Does anybody else feel as though they have been given a label? I really struggle with this topic. Through medical diagnoses I have been given the following labels...
- anxiety disorder
- chemical imbalance
- mental break down
And through non professionals I have been labelled...
- highly sensitive person
- traits of bipolar disorder
- weak and oversensitive
Now which of these do I agree with? I was bereaved but coping with it in my own way, I am quite a sensitive person and feel stress and pressure probably more than the majority, I have anxiety which I see as mild, I have had a mental break down, it felt as though something was imbalanced in both my mind and body. I am not 'weak' and never have been. But do these labels really matter?
For those seeking a medical diagnosis, treatment, therapy, counselling then yes you do need a label. To receive the best possible care and help you need an exact diagnoses, something more precise than anxiety such as social anxiety, therefore you need a correct and accurate label. So after the diagnosis and received treatment do we still need the label?
As you know I don't have a problem with telling anyone that I have anxiety and depression. I will talk about bereavement openly and admit I am highly sensitive sometimes. I have no problem explaining about how I felt during my breakdown and I know I am easily stressed out and overwhelmed at times. Sometimes these labels are useful. They have helped me make connections with people and can sometimes explain to others how or why I may do things. They also help me analysis myself and know my own needs better.
But labels can also be very misleading and misunderstood.
I accept that I have depression but sometimes I speak to others who are in the same 'depressed' label group as me and see that we are very, very different. I often think I'm not as depressed as others or don't always relate to how others describe their depression. The same goes for anxiety. This can seem confusing and make me feel a bit of an outsider in my own 'group' at times.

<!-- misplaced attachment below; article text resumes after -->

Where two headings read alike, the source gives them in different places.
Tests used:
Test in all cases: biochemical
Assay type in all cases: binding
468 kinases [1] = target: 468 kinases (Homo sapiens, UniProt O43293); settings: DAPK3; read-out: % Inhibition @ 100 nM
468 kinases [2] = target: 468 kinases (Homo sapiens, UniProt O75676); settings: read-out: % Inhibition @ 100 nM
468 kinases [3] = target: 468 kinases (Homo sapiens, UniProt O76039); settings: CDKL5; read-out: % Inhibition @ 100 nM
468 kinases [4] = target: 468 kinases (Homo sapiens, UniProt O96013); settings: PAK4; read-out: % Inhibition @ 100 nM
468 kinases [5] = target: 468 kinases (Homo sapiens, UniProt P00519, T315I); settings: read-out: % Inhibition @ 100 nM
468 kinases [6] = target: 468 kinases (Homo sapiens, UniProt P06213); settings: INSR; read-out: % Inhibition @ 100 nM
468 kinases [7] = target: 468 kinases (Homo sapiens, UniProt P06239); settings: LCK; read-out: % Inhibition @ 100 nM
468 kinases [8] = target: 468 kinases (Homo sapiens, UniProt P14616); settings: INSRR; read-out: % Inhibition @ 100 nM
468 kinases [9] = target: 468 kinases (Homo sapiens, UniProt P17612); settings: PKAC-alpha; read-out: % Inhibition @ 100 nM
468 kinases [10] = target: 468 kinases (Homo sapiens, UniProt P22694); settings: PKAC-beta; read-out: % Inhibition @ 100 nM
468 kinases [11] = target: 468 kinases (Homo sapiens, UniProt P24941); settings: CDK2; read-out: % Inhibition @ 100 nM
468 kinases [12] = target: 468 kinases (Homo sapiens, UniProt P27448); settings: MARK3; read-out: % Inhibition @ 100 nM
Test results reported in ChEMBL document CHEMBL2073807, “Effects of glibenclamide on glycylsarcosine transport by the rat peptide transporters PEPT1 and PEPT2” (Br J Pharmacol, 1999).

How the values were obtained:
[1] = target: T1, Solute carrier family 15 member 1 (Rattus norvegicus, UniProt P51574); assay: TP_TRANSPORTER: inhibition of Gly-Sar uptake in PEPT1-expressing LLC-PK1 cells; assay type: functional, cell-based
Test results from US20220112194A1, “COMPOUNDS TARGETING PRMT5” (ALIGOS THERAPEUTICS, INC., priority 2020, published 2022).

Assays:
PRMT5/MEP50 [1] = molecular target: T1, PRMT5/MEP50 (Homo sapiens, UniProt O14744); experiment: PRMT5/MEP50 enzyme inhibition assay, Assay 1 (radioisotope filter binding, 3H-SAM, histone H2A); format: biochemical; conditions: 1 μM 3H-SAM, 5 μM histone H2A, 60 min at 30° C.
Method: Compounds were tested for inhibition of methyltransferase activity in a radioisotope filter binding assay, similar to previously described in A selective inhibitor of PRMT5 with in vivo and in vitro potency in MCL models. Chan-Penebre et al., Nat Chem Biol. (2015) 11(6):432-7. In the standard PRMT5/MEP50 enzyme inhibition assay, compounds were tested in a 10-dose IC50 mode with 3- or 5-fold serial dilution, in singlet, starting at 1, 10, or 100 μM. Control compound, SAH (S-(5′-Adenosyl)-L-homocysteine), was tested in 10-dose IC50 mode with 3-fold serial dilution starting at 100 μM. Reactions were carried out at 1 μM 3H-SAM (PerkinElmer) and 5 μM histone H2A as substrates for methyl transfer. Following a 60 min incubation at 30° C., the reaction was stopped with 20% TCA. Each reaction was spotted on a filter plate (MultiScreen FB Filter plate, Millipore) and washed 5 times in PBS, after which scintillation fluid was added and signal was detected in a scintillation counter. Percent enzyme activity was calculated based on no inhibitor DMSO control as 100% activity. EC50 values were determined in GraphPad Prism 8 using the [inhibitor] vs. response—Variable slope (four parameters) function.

And it's not just how I see myself. It's how others see me too. I have spoken to others about depression and they have linked it to meaning that I must have been suicidal. They have mistaken anxiety for phobias. They have often decided that bereavement and depression are the same and they are very different. They have compared me to a celeb or friend who also have a mental illness and presumed that I must be exactly the same. Even if it's a different mental illness. They have their own beliefs that dictates what my mental illness must say about me. The may class all mental illnesses as being the same or base them on something they have seen in a film.
It's this side of labels that are dangerous. Mental illness like all illnesses can fall onto a spectrum. People can have the same mental illness but be at a different stage of that illness, cope with it differently, have different feelings and attitudes towards it. We are still a person and that makes us very unique in all aspects of our lives. We are all different. There maybe similarities between one mentally ill person to the next with the same illness but they will never be identical.